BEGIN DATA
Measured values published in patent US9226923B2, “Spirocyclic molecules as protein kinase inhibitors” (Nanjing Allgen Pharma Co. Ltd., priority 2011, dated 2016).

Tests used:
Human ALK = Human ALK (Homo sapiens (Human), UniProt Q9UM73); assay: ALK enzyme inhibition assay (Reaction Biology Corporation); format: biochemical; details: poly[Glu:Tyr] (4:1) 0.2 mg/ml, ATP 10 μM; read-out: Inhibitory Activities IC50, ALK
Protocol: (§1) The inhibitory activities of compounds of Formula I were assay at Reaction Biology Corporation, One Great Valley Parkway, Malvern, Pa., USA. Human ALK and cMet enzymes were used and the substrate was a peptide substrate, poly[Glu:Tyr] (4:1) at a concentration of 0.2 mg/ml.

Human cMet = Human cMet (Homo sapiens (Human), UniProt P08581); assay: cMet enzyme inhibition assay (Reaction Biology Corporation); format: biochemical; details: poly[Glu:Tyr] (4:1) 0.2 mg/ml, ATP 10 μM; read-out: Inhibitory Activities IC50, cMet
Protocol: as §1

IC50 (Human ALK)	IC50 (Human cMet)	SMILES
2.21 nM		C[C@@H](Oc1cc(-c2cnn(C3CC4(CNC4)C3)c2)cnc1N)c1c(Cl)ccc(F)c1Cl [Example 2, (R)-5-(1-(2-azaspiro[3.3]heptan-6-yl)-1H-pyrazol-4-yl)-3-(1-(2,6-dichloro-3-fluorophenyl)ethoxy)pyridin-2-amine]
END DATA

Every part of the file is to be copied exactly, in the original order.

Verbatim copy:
Measured values published in patent US9226923B2, “Spirocyclic molecules as protein kinase inhibitors” (Nanjing Allgen Pharma Co. Ltd., priority 2011, dated 2016).

Tests used:
Human ALK = Human ALK (Homo sapiens (Human), UniProt Q9UM73); assay: ALK enzyme inhibition assay (Reaction Biology Corporation); format: biochemical; details: poly[Glu:Tyr] (4:1) 0.2 mg/ml, ATP 10 μM; read-out: Inhibitory Activities IC50, ALK
Protocol: (§1) The inhibitory activities of compounds of Formula I were assay at Reaction Biology Corporation, One Great Valley Parkway, Malvern, Pa., USA. Human ALK and cMet enzymes were used and the substrate was a peptide substrate, poly[Glu:Tyr] (4:1) at a concentration of 0.2 mg/ml.

Human cMet = Human cMet (Homo sapiens (Human), UniProt P08581); assay: cMet enzyme inhibition assay (Reaction Biology Corporation); format: biochemical; details: poly[Glu:Tyr] (4:1) 0.2 mg/ml, ATP 10 μM; read-out: Inhibitory Activities IC50, cMet
Protocol: as §1

IC50 (Human ALK)	IC50 (Human cMet)	SMILES
2.21 nM		C[C@@H](Oc1cc(-c2cnn(C3CC4(CNC4)C3)c2)cnc1N)c1c(Cl)ccc(F)c1Cl [Example 2, (R)-5-(1-(2-azaspiro[3.3]heptan-6-yl)-1H-pyrazol-4-yl)-3-(1-(2,6-dichloro-3-fluorophenyl)ethoxy)pyridin-2-amine]